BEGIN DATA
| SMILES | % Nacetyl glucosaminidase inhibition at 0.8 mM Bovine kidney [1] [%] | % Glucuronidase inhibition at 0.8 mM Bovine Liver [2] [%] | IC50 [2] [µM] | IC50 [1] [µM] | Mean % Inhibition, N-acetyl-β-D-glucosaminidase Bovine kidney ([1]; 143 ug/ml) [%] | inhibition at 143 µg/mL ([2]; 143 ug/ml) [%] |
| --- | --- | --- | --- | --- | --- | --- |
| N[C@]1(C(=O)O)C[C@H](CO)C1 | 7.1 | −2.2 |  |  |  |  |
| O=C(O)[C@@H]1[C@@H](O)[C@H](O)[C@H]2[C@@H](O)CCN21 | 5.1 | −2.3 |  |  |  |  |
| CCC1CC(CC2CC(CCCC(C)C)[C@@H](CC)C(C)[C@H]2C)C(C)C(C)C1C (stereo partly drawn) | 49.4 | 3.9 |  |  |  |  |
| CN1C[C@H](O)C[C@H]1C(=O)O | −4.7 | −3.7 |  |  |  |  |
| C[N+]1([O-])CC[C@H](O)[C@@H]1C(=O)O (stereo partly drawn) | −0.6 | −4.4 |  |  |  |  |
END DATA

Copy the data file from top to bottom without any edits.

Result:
| SMILES | % Nacetyl glucosaminidase inhibition at 0.8 mM Bovine kidney [1] [%] | % Glucuronidase inhibition at 0.8 mM Bovine Liver [2] [%] | IC50 [2] [µM] | IC50 [1] [µM] | Mean % Inhibition, N-acetyl-β-D-glucosaminidase Bovine kidney ([1]; 143 ug/ml) [%] | inhibition at 143 µg/mL ([2]; 143 ug/ml) [%] |
| --- | --- | --- | --- | --- | --- | --- |
| N[C@]1(C(=O)O)C[C@H](CO)C1 | 7.1 | −2.2 |  |  |  |  |
| O=C(O)[C@@H]1[C@@H](O)[C@H](O)[C@H]2[C@@H](O)CCN21 | 5.1 | −2.3 |  |  |  |  |
| CCC1CC(CC2CC(CCCC(C)C)[C@@H](CC)C(C)[C@H]2C)C(C)C(C)C1C (stereo partly drawn) | 49.4 | 3.9 |  |  |  |  |
| CN1C[C@H](O)C[C@H]1C(=O)O | −4.7 | −3.7 |  |  |  |  |
| C[N+]1([O-])CC[C@H](O)[C@@H]1C(=O)O (stereo partly drawn) | −0.6 | −4.4 |  |  |  |  |